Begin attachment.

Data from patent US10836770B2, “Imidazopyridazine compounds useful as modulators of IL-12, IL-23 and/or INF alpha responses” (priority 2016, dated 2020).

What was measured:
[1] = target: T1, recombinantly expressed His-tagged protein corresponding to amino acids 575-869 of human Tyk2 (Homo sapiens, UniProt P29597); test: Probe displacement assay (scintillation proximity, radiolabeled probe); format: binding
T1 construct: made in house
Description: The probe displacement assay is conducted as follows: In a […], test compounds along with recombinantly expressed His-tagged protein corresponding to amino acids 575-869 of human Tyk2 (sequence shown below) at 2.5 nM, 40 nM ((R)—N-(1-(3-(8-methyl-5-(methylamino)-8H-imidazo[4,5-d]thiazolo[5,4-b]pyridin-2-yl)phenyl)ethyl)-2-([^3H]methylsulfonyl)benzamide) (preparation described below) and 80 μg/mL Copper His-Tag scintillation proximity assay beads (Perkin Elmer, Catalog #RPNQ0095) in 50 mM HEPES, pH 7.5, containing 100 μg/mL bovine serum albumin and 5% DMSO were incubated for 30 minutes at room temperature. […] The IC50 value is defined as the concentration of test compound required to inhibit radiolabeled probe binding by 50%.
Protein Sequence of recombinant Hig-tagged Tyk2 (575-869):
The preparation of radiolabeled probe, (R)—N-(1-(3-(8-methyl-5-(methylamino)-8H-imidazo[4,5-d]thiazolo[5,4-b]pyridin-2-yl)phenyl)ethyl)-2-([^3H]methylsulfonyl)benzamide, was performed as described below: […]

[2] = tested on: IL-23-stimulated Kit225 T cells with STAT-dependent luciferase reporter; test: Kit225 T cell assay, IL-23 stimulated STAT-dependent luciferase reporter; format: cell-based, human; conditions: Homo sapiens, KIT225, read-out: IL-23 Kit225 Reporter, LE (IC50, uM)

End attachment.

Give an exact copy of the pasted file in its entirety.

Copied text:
Data from patent US10836770B2, “Imidazopyridazine compounds useful as modulators of IL-12, IL-23 and/or INF alpha responses” (priority 2016, dated 2020).

What was measured:
[1] = target: T1, recombinantly expressed His-tagged protein corresponding to amino acids 575-869 of human Tyk2 (Homo sapiens, UniProt P29597); test: Probe displacement assay (scintillation proximity, radiolabeled probe); format: binding
T1 construct: made in house
Description: The probe displacement assay is conducted as follows: In a […], test compounds along with recombinantly expressed His-tagged protein corresponding to amino acids 575-869 of human Tyk2 (sequence shown below) at 2.5 nM, 40 nM ((R)—N-(1-(3-(8-methyl-5-(methylamino)-8H-imidazo[4,5-d]thiazolo[5,4-b]pyridin-2-yl)phenyl)ethyl)-2-([^3H]methylsulfonyl)benzamide) (preparation described below) and 80 μg/mL Copper His-Tag scintillation proximity assay beads (Perkin Elmer, Catalog #RPNQ0095) in 50 mM HEPES, pH 7.5, containing 100 μg/mL bovine serum albumin and 5% DMSO were incubated for 30 minutes at room temperature. […] The IC50 value is defined as the concentration of test compound required to inhibit radiolabeled probe binding by 50%.
Protein Sequence of recombinant Hig-tagged Tyk2 (575-869):
The preparation of radiolabeled probe, (R)—N-(1-(3-(8-methyl-5-(methylamino)-8H-imidazo[4,5-d]thiazolo[5,4-b]pyridin-2-yl)phenyl)ethyl)-2-([^3H]methylsulfonyl)benzamide, was performed as described below: […]

[2] = tested on: IL-23-stimulated Kit225 T cells with STAT-dependent luciferase reporter; test: Kit225 T cell assay, IL-23 stimulated STAT-dependent luciferase reporter; format: cell-based, human; conditions: Homo sapiens, KIT225, read-out: IL-23 Kit225 Reporter, LE (IC50, uM)